Cesar Chavez film screened for 1,000 farmworkers

Cesar Chavez, the man regularly celebrated in the Central Valley, has been depicted in a Hollywood movie.
March 25, 2014 12:00:00 AM PDT
Cesar Chavez, the man regularly celebrated in the Central Valley, has been depicted in a Hollywood movie.

More than a 1,000 farmworkers from all over California were bussed into Delano for a special screening.

Maria Perez told ABC30, "Without him fighting for our rights, I think we didn't have a chance to be fine, to work in a good environment."

Perez works in ag fields in Kerman. She like many others brought her family to see the movie about Cesar Chavez, the man she says changed her life.

"With the movie it's going to be easy to explain to our kids and family how he was, how we work in the fields," said Perez.

Chavez' son, Paul, says this premiere beats last week's red carpet event, hands down.

Chavez explained, "The fact that we're here with people that marched with my father and stood by his side, that's especially heartwarming."

The more than 1,000 workers on the invite list were treated to a dinner before the movie. And they got to hear from its director, Diego Luna, who spent four years on the project, putting it together with Chavez's family.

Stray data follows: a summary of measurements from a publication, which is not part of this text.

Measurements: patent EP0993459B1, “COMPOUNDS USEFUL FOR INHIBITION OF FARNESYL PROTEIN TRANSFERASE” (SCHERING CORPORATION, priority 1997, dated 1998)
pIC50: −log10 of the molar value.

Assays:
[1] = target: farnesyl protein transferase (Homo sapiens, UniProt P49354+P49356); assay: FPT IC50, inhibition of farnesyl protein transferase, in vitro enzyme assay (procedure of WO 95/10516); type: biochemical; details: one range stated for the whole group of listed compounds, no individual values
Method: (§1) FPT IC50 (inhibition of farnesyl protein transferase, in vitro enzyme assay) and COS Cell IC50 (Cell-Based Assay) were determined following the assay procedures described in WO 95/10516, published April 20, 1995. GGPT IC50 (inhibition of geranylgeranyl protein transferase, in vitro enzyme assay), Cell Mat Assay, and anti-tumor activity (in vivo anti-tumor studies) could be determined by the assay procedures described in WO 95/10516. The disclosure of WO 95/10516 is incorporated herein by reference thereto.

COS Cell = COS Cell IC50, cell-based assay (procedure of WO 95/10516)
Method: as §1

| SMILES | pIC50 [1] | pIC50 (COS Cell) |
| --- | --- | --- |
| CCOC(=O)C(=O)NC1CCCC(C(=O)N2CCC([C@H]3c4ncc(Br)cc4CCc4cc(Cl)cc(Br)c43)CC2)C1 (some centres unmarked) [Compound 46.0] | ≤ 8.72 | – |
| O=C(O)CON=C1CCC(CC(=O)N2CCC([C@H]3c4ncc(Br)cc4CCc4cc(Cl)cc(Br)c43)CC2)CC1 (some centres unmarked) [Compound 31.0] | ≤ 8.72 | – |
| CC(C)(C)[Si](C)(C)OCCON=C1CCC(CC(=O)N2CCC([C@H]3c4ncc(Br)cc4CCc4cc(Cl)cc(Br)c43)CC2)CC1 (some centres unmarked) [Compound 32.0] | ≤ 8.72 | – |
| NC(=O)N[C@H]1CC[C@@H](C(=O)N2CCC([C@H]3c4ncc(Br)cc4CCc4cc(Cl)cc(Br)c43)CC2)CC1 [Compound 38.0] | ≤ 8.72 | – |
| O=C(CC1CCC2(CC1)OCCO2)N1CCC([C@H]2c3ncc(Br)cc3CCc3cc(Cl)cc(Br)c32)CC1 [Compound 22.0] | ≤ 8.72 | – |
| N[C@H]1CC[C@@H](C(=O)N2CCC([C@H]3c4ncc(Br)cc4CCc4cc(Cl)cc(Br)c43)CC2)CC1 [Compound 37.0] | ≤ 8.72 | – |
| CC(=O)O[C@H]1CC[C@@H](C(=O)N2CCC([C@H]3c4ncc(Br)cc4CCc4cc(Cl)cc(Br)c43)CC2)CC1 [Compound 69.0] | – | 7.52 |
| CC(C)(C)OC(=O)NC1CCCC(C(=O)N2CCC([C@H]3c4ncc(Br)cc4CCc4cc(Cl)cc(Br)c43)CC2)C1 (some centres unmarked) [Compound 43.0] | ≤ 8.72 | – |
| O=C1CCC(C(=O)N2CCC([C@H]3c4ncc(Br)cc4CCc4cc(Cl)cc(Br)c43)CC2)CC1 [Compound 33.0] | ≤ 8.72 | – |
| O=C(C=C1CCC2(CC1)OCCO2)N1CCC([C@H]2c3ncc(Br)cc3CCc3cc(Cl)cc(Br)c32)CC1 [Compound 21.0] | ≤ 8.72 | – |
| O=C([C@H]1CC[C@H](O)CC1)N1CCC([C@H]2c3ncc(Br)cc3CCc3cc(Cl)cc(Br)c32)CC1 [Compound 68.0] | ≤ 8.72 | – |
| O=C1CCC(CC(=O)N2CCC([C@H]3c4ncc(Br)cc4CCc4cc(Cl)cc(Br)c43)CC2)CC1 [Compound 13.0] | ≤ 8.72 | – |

Getting funding for a movie with a Latino as the celebrated hero, wasn't easy.

"We spent like a whole year touring around the states with this script, trying to make this possible," said Director Diego Luna. "We decided to go to Mexico and in a week we got 70 percent of the financing. This is a story that belongs to both sides of the border."

Luna hopes his portrayal of the passionate and soft-spoken civil rights leader not only shows the struggles overcome in farm fields, but also the battles that farmworkers still face today.

"It's not just about Cesar Chavez or the farmworkers movement," said Luna. "It's about the Latino movement. We're rarely celebrated in film."

Farmworkers from across the state enjoyed what they saw of the new movie. About three quarters of the way through the screening, heavy winds began blowing the screen back and forth. And it began to rain.

Much of what's in the movie, happened at the United Farm Workers' Property, "Forty Acres."


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